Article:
…BUT YOU DON’T KNOW WHICH LANGUAGE TO CHOOSE?
Want to Build an iPhone App? LEARN SWIFT
Inspired by Python, Swift aims to be easy for coding newbies to pick up, and has been designed to fix some of the issues of Objective-C.
Want to Build an Android App? LEARN JAVA
Maybe iOS isn’t your thing. If you’d rather develop Android Apps (which includes apps for things like the Kindle Fire, not just smartphones), then Java is the language to learn! Native Android apps are all coded in Java.
Java used to be the standard for learning to code in computer science courses (but has since been replaced by Python, which I’ll talk about further down), which means it’s a good language to tackle when you’re starting out programming. That said, it’s also incredibly powerful and has tons of advanced capabilities.
Hadoop is a popular Java-based framework used for storing and processing big data, and is implemented by enterprises such as Yahoo, Facebook, and Amazon Web Services.
Want to Work with WordPress? LEARN PHP
WordPress is the most popular content management system (CMS) on the planet. 1/4 of all of the world’s websites are made with WordPress. In other words, learning WordPress opens up a huge market for you.
WordPress is coded with PHP, so if you want to work with WordPress, you’ll need to master PHP. PHP is both easy to use for new programmers, and has advanced features for more expert coders.
There are other CMSs built with PHP, too, like Joomla and Drupal. PHP is installed by default on most web servers, so it makes sense that a lot of websites are built with it.
Facebook, Wikipedia, Yahoo!, Tumblr, WordPress, and more have been built with PHP.
Want to Build Web Apps? LEARN RUBY (ON RAILS)
There are a ton of different languages that you can use to build web applications. But one of the most popular is Ruby (and Ruby on Rails). It’s a full-stack framework that was built to keep developers happy by making common development tasks easier out of the box.
Ruby is mostly used for backend development, and popular sites such as Airbnb, Shopify, Bloomberg, Hulu, Slideshare, and more have been built with Ruby on Rails.
Want to Work on Apps with a Lot of Data? LEARN SQL
Really big, data-driven websites and apps have one thing in common: databases. And most of those databases are written in some form of SQL (MySQL, PostgreSQL, Microsoft SQL, etc.). In fact, even a lot of smaller sites pull content and information from a database (including most blogs and sites built on a CMS). Basically, SQL is everywhere, and if you use the internet, you’ve definitely encountered it before, probably without even realizing it.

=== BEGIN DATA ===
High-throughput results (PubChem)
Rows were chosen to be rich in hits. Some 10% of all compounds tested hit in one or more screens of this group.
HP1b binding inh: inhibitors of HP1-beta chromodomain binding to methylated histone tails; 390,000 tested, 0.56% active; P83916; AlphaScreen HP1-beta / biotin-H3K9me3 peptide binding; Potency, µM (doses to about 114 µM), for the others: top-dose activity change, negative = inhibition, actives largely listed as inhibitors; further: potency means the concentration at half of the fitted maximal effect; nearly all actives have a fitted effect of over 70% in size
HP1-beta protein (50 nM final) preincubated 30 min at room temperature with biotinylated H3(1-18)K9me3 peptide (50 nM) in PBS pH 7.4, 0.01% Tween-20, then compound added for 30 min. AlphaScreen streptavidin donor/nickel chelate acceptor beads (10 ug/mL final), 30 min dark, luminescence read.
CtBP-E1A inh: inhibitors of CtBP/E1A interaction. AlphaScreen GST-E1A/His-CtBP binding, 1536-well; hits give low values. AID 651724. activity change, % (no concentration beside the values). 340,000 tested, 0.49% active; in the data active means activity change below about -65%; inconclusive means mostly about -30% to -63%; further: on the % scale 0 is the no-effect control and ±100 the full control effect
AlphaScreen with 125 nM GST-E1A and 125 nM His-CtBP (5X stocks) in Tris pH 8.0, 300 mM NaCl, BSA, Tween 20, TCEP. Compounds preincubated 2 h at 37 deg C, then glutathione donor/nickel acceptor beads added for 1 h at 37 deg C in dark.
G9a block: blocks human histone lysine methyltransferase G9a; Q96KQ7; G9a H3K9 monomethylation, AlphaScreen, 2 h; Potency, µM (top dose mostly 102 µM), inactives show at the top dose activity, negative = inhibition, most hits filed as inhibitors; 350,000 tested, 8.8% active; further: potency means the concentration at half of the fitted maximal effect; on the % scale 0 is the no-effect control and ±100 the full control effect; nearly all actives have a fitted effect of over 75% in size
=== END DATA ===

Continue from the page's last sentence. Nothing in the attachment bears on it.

If you want a really versatile set of skills that can come in handy on almost any website or web app, then becoming proficient in SQL is a fantastic choice. SQL skills are also quite valuable if you want to be a data analyst or strategist.
Want to Build Games? LEARN C++
C++is the programming language of choice for games or audio/video applications. All the main Adobe applications (Photoshop, Illustrator, After Effects, etc.) are built in C++. It’s used in Apple’s OS X operating system. Parts of Facebook, Google, and various Microsoft applications are written in C++.
If you’re interested in working on these big software and web projects, C++ is a must.
Many pieces of software have been built with C++, including Adobe Systems, Amazon, Paypal, Chrome, and more. Much like C, C++ is generally considered harder for beginners to learn on their own, so if you decide to learn C++ as your first language, feel free to look for a mentor via Meetups or find a C++ Codementor.
Want to Build Windows Application? LEARN C#
C# is most commonly used for building applications that run on Windows. It’s used for web development (with Microsoft’s .NET framework), game development, and general Windows development.
Recently, through Xamarin, it’s become possible to write iOS and Android apps with C#, too.
Want to Work in Education? LEARN PYTHON
If you want to teach coding, or work on apps and sites aimed at schools and universities, Python is where it’s at. While there’s no single programming language being used across every university, college, public school, and private school, Python is definitely the most popular. Python is easy to learn, and focuses on simple and readable code (because it’s very similar to the English language).
Recently, Python knocked Java out of the top spot for beginner programming courses, with eight out of the top ten computer science programs now using Python to teach coding. Because of this popularity in the education sphere, Python has a lot of libraries for things like mathematics, physics, and natural processing.
Google, Dropbox, Pinterest, Instagram, Reddit, BitTorrent, Civilization IV, and more have been built with Python.
Information found via Skillcrush & CodeMentor